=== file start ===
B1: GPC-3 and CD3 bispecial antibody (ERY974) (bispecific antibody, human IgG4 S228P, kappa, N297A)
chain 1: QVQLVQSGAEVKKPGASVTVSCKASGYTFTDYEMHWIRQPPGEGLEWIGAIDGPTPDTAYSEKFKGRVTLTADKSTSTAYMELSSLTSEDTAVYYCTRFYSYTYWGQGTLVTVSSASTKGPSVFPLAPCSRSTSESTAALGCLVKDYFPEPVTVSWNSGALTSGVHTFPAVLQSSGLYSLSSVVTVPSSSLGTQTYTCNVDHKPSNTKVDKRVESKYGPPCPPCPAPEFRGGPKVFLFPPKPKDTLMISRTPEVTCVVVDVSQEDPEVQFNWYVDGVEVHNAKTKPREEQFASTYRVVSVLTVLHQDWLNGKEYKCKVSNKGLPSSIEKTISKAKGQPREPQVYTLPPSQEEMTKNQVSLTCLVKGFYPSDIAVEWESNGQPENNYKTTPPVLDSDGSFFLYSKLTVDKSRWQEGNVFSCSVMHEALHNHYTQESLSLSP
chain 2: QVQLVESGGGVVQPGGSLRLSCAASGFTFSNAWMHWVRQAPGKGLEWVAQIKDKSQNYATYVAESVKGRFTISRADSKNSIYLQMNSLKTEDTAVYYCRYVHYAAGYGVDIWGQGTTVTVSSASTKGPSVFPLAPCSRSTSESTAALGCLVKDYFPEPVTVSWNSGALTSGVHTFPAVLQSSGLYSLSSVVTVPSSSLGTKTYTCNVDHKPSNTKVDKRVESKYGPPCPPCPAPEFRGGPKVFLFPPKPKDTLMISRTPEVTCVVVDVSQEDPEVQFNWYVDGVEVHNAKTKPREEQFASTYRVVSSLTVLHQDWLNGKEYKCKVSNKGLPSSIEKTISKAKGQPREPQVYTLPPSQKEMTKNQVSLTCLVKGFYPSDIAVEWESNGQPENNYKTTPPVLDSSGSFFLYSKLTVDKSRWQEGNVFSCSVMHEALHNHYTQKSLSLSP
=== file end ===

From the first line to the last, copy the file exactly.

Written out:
B1: GPC-3 and CD3 bispecial antibody (ERY974) (bispecific antibody, human IgG4 S228P, kappa, N297A)
chain 1: QVQLVQSGAEVKKPGASVTVSCKASGYTFTDYEMHWIRQPPGEGLEWIGAIDGPTPDTAYSEKFKGRVTLTADKSTSTAYMELSSLTSEDTAVYYCTRFYSYTYWGQGTLVTVSSASTKGPSVFPLAPCSRSTSESTAALGCLVKDYFPEPVTVSWNSGALTSGVHTFPAVLQSSGLYSLSSVVTVPSSSLGTQTYTCNVDHKPSNTKVDKRVESKYGPPCPPCPAPEFRGGPKVFLFPPKPKDTLMISRTPEVTCVVVDVSQEDPEVQFNWYVDGVEVHNAKTKPREEQFASTYRVVSVLTVLHQDWLNGKEYKCKVSNKGLPSSIEKTISKAKGQPREPQVYTLPPSQEEMTKNQVSLTCLVKGFYPSDIAVEWESNGQPENNYKTTPPVLDSDGSFFLYSKLTVDKSRWQEGNVFSCSVMHEALHNHYTQESLSLSP
chain 2: QVQLVESGGGVVQPGGSLRLSCAASGFTFSNAWMHWVRQAPGKGLEWVAQIKDKSQNYATYVAESVKGRFTISRADSKNSIYLQMNSLKTEDTAVYYCRYVHYAAGYGVDIWGQGTTVTVSSASTKGPSVFPLAPCSRSTSESTAALGCLVKDYFPEPVTVSWNSGALTSGVHTFPAVLQSSGLYSLSSVVTVPSSSLGTKTYTCNVDHKPSNTKVDKRVESKYGPPCPPCPAPEFRGGPKVFLFPPKPKDTLMISRTPEVTCVVVDVSQEDPEVQFNWYVDGVEVHNAKTKPREEQFASTYRVVSSLTVLHQDWLNGKEYKCKVSNKGLPSSIEKTISKAKGQPREPQVYTLPPSQKEMTKNQVSLTCLVKGFYPSDIAVEWESNGQPENNYKTTPPVLDSSGSFFLYSKLTVDKSRWQEGNVFSCSVMHEALHNHYTQKSLSLSP